While the heliopause is the boundary separating the Sun’s heliosphere from interstellar space, the heliosphere itself is a vast region surrounding the Sun that is dominated by its continuously expanding plasma known as the solar wind.

It is because of this solar wind that objects within this vast bubble of heliosphere, including Earth, are relatively better protected from the impact of galactic cosmic rays that are far more dominant beyond the heliopause – in interstellar space.

Voyager 2 is currently more than 11 billion miles from earth, getting farther and farther away as it hurtles through the interstellar void at 34,191 miles per hour (55,025 kph).

However, it is still 300 years short of entering the disc-shaped inner Oort cloud and another 30,000 years away from exiting the spherical outer Oort cloud, completely beyond the influence of the solar system.



Although more than a year has passed since a cigar-shaped asteroid came tumbling through our solar system, scientists learned a lot more about this interstellar intruder in 2018.

The cigar-shaped space rock was detected by astronomers at the Pan-STARRS 1 observatory in Hawaii, in Nov 2017, during a routine search of the skies for near-Earth objects on behalf of NASA.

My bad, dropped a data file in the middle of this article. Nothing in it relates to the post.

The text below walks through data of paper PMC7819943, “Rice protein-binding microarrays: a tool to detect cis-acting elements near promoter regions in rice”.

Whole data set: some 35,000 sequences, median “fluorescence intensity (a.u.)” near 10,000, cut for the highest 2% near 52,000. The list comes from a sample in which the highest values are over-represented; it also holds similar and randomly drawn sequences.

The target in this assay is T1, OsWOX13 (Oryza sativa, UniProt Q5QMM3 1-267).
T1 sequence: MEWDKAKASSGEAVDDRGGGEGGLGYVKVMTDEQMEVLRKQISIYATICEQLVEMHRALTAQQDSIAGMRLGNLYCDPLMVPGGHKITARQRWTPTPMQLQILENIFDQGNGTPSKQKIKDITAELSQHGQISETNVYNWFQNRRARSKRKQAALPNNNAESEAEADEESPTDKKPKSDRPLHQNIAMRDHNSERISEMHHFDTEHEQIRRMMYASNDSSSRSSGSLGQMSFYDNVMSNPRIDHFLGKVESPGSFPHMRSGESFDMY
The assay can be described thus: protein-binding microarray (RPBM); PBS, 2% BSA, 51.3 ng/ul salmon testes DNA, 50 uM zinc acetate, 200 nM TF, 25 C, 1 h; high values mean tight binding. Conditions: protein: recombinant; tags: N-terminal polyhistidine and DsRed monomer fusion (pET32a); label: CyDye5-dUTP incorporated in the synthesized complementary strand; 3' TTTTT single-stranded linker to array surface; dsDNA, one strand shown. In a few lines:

The name Oumuamua is Hawaiian for a messenger from a distant past.
Studies based on the observations made during the 2017 flyby deemed it a strange interstellar object.

Rob Weryk, a postdoctoral researcher at the University of Hawaii Institute for Astronomy (IfA), said, “Its motion could not be explained using either a normal solar system asteroid or comet orbit.”

Further inspection of follow-up images from the European Space Agency’s telescope on Tenerife in the Canary Islands revealed that there was, indeed, something unusual about the object.

Estimated to be a quarter of a mile long, which is ten times its width, OUMUAMUA is dark reddish in color and elongated in shape, somewhat like a cigar, with no gas or dust surrounding it.

According to NASA, “Oumuamua is dense, comprised of rock and possibly metals, has no water or ice, and that its surface was reddened due to the effects of irradiation from cosmic rays over hundreds of millions of years.”

In November 2018, Harvard researchers submitted a paper that suggested Oumuamua could well be a fully operational probe sent to our solar system by some alien civilization.

However,  many experts in the field are skeptical about the alien spacecraft theory, something that the authors of the paper, Avi Loeb, chairman of Harvard’s astronomy department, and Shmuel Bialy, a postdoctoral fellow at the Harvard-Smithsonian Center for Astrophysics were also not too sure of, calling it an “exotic scenario.”